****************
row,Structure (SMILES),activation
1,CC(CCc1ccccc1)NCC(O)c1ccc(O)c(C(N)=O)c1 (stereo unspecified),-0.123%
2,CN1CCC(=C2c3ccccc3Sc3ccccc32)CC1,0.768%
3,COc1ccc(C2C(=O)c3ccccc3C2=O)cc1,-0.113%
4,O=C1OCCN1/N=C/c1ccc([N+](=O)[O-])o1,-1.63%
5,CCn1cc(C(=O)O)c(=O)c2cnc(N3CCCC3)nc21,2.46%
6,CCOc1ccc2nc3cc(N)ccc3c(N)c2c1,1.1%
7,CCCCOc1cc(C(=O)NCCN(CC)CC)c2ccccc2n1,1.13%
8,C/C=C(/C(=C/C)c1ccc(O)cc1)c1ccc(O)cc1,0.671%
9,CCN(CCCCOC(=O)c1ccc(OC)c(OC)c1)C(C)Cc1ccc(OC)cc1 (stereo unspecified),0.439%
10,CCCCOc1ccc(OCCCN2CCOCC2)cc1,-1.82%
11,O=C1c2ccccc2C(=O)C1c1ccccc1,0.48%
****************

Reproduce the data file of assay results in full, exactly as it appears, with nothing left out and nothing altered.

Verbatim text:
row,Structure (SMILES),activation
1,CC(CCc1ccccc1)NCC(O)c1ccc(O)c(C(N)=O)c1 (stereo unspecified),-0.123%
2,CN1CCC(=C2c3ccccc3Sc3ccccc32)CC1,0.768%
3,COc1ccc(C2C(=O)c3ccccc3C2=O)cc1,-0.113%
4,O=C1OCCN1/N=C/c1ccc([N+](=O)[O-])o1,-1.63%
5,CCn1cc(C(=O)O)c(=O)c2cnc(N3CCCC3)nc21,2.46%
6,CCOc1ccc2nc3cc(N)ccc3c(N)c2c1,1.1%
7,CCCCOc1cc(C(=O)NCCN(CC)CC)c2ccccc2n1,1.13%
8,C/C=C(/C(=C/C)c1ccc(O)cc1)c1ccc(O)cc1,0.671%
9,CCN(CCCCOC(=O)c1ccc(OC)c(OC)c1)C(C)Cc1ccc(OC)cc1 (stereo unspecified),0.439%
10,CCCCOc1ccc(OCCCN2CCOCC2)cc1,-1.82%
11,O=C1c2ccccc2C(=O)C1c1ccccc1,0.48%